How do we combat this? We make decisions ahead of time and call it a done deal. Mark Z. doesn’t have to worry about what he’s going to wear each day. He made the decision a long time ago that he always wears grey t-shirts. I don’t have to worry about if I’m going to run each day. I made the decision a long time ago that I run at least one mile every day. Sometimes more, but never less.
Make the decision to workout every day ahead of time. Then, just go workout.
Starting is the hardest part.
I say, “then, just go workout” like that’s the easiest thing in the world. I get it. You are busy. You are tired. You are hungry. You don’t know what to do. All the reasons you tell yourself that you can’t workout each day.
But the reality is that none of those reasons are actually valid. You could workout, but you are choosing not to, because of your list of excuses. But if you’re ready to let go of your excuses, I challenge you to make the choice to workout every day. Not just some days, not just three days a week, or five days a week, but every day.
The catch is that you make it something small. Something that is 100% achievable for you to do every day. For me, it’s a one-mile run.
For you, it might be 100 jumping jacks, or 5 pushups, or a walk around the block, or 10 minutes of yoga. Maybe you change it up every day, but you give yourself a minimum amount of time (5-10 minutes is perfect). Set your goal to something small and achievable.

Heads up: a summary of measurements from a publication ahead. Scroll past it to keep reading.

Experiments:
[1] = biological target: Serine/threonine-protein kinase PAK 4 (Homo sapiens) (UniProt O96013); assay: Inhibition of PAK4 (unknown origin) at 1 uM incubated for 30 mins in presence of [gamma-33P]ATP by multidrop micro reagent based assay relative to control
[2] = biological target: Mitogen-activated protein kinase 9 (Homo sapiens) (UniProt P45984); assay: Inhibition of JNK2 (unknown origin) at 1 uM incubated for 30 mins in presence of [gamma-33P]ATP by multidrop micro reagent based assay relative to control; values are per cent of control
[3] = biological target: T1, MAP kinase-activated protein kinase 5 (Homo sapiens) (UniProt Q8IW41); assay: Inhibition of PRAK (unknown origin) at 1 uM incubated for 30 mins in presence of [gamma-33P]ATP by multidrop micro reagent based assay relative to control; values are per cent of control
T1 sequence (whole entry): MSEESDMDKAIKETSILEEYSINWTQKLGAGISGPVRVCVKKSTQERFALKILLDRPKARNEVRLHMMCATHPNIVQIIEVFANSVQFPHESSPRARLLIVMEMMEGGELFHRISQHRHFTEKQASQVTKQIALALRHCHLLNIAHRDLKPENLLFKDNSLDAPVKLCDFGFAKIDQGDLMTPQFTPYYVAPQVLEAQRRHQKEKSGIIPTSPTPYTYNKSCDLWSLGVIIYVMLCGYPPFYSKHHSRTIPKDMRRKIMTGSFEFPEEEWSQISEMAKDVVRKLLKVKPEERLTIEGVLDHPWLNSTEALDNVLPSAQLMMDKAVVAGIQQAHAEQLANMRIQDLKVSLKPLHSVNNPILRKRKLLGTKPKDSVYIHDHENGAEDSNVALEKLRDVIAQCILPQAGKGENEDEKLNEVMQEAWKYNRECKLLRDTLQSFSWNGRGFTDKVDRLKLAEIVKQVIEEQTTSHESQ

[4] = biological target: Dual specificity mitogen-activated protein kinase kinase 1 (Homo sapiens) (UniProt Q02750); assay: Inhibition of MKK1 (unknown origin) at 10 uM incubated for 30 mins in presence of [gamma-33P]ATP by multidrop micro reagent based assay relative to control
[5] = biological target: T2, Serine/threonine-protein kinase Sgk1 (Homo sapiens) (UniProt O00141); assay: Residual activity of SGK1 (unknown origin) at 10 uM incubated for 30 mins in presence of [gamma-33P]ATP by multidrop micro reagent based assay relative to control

Then, each day, just do it. It’s so small that your excuses will feel less valid. You’ll still need to put forth the effort and make the choice to start, but if you know you’ll be done in a few minutes, starting feels a whole lot easier.
Keep It Up
And the secret that I know is that some days, you’ll just do the bare minimum. Some weeks you’ll just do the bare minimum every single day. But then you’ll have a day where you feel pretty amazing after doing the bare minimum and you’ll think, “Well, I’m already dressed and moving. What if I keep going for five more minutes?” And then you will, and you’ll realize that it feels pretty nice. So you’ll start planning more days to go a little extra.
Some days you will do extra. Some days you will do the bare minimum. Some days you will love it. Some days you will hate it.
But, you will be working out on a consistent basis. And you’ll have no more excuses or reasons to get mad at yourself about.
You are finally a person who works out on a regular basis.
Today’s Action Step
Just try this out for one week. Pick one small workout goal, an amount of time or a specific activity. Decide to do it every day, no matter what. At the end of the week, see how you feel. It’s only 7 days, what do you have to lose? Think about how incredible it will be to be able to say that you worked out every day for a week!